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10 Things to Know About DWI Laws, Penalties and Punishment in Texas

Being caught driving while intoxicated can have serious consequences if you’re convicted of the crime. Even if it is a first offense, your driver’s license can be suspended, you will be fined and possibly face jail time. Fortunately, by hiring an Austin DWI attorney to defend you, the charges could be reduced or dismissed. You should be aware of these 10 facts about DWI laws in Texas.

Fact One

You are deemed to be driving while intoxicated if you are driving after consuming alcohol or taking drugs and it impairs your mental and physical abilities.

Fact Two

You can also be charged with DWI if your blood alcohol concentration, BAC, is .08 or above. The BAC is tested either with a breathalyzer or by testing your urine or blood.

Fact Three

While you can legally refuse to take a field sobriety test or a chemical test, Texas is an implied consent state, which means if have a driver’s license and are operating a motor vehicle, your consent to taking a chemical test is implied. If you refuse to submit to chemical testing, then your license can be suspended for at least 90 days and up to two years.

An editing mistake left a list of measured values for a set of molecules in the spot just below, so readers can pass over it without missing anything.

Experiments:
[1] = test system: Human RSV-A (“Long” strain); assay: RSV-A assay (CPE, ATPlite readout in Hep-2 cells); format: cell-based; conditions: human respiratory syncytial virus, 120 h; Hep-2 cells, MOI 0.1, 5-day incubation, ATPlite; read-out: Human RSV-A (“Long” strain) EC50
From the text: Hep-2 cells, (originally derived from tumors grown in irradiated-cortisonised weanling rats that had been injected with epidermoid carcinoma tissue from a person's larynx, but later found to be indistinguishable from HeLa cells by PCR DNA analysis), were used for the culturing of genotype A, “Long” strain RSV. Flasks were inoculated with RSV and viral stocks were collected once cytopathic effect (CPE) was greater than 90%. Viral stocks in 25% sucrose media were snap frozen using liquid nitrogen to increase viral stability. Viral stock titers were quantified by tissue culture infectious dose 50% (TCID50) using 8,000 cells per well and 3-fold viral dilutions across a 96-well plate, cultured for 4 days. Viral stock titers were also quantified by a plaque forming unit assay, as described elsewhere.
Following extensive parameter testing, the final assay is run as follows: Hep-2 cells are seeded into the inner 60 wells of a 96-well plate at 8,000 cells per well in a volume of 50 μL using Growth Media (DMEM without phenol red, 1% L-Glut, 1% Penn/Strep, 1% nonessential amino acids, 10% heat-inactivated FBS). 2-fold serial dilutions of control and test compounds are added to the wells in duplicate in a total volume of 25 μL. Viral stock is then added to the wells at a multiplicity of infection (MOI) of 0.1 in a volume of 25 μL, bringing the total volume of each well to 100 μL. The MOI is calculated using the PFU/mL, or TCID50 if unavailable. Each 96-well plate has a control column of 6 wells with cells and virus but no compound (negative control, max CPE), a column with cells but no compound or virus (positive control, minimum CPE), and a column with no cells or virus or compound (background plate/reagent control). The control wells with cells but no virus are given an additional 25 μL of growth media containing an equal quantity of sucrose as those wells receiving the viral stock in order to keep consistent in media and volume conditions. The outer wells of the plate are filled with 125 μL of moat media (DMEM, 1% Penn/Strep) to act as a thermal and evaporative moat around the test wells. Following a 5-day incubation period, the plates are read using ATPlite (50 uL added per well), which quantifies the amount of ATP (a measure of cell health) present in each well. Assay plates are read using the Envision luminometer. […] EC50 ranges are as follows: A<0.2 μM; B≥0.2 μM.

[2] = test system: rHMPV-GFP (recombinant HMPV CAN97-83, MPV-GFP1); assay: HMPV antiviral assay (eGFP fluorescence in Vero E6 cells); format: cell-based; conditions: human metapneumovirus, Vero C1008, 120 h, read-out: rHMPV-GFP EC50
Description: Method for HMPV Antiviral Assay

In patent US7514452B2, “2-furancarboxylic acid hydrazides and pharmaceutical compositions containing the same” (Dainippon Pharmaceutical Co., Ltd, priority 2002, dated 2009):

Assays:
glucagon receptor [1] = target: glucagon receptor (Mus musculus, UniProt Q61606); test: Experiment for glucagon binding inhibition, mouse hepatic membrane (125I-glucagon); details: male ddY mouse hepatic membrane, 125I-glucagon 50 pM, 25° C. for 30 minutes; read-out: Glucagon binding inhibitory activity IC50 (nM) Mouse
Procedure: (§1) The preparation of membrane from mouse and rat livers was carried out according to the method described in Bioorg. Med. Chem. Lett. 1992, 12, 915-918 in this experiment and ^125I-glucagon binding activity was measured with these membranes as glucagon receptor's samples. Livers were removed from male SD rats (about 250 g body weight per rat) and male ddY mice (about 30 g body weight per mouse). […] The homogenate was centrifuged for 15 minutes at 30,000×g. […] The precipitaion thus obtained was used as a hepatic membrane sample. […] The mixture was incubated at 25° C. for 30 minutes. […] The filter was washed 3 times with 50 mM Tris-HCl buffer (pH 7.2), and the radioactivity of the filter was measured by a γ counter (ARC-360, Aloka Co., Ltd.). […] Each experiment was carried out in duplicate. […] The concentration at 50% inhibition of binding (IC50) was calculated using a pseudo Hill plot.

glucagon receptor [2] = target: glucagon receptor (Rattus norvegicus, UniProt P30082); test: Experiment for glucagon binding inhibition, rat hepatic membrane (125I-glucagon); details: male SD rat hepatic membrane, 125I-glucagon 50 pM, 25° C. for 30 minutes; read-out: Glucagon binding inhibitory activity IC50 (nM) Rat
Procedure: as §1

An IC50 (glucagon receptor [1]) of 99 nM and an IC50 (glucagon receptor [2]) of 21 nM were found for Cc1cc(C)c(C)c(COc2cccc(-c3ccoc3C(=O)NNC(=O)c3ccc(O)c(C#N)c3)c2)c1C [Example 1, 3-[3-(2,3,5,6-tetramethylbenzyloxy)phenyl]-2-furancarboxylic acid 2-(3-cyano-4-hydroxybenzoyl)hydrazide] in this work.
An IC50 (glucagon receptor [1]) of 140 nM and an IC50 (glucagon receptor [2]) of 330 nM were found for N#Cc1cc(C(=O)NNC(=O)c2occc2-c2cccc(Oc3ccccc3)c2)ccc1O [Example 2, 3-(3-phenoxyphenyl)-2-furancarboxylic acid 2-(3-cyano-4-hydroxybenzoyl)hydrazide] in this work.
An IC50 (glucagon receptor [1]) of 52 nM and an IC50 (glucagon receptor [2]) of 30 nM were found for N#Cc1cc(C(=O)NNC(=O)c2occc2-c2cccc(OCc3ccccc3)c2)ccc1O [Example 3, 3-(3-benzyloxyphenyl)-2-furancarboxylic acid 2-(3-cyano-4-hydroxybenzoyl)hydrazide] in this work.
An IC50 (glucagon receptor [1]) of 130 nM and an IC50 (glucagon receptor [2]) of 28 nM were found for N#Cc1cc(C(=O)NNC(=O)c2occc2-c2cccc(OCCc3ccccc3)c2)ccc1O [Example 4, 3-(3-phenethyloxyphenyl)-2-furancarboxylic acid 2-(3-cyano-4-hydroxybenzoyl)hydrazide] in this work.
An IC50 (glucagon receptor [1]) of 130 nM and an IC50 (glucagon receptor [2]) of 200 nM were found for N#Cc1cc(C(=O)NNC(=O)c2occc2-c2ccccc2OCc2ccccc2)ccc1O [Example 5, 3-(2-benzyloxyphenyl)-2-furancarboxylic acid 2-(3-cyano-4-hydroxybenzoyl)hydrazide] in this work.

Fact Four

If your license is going to be suspended, the arresting officer must provide you with a statutory warning or a DIC-24 form.

Fact Five

You can ask for an ALR hearing dispute a suspension, but if you fail to do so with 15 days, your license will be suspended and it cannot be overturned.

Fact Six

A DWI conviction isn’t necessary to suspend your driver’s license as the DIC-24 can be issued if an officer only suspects you of being under the influence while driving.

Fact Seven

The first two convictions for a DWI are considered Class B and Class A misdemeanors, respectively. The penalties for the first conviction could include a fine of up to $2,000, three to 180 days in jail and a license suspension from 90 to 365 days. A second conviction increases the fine to $4,000, jailtime from 30 to 365 days and the license suspension up to two years.

Fact Eight

A third conviction is a 3rd degree felony with penalties including fines up to $10,000, two to 10 years in state prison and a license suspension up to two years.

Fact Nine

An exception to these penalties exists if there was a minor in the vehicle and you’re convicted of a DWI. Even a first conviction would be a state jail felony and penalties would include a maximum fine of $10,000, six months to two years in state jail and a license suspension of 90 days to two years.

Fact Ten

Texas has a zero-tolerance policy for minors caught drinking while intoxicated. If they have any detectable BAC and are convicted, the punishment could include monetary fines, probation, revocation of their driving rights, and enrollment in a mandatory alcohol education class.

If you’ve been arrested for a DWI, it’s important to seek representation from an experienced DWI attorney to defend you and prevent you from being convicted.


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